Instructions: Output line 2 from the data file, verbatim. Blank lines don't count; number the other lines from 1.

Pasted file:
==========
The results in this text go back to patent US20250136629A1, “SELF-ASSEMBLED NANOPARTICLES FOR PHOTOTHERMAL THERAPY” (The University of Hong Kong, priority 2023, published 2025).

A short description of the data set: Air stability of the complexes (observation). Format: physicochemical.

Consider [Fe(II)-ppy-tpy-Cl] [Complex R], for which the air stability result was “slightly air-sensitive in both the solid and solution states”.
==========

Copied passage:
A short description of the data set: Air stability of the complexes (observation). Format: physicochemical.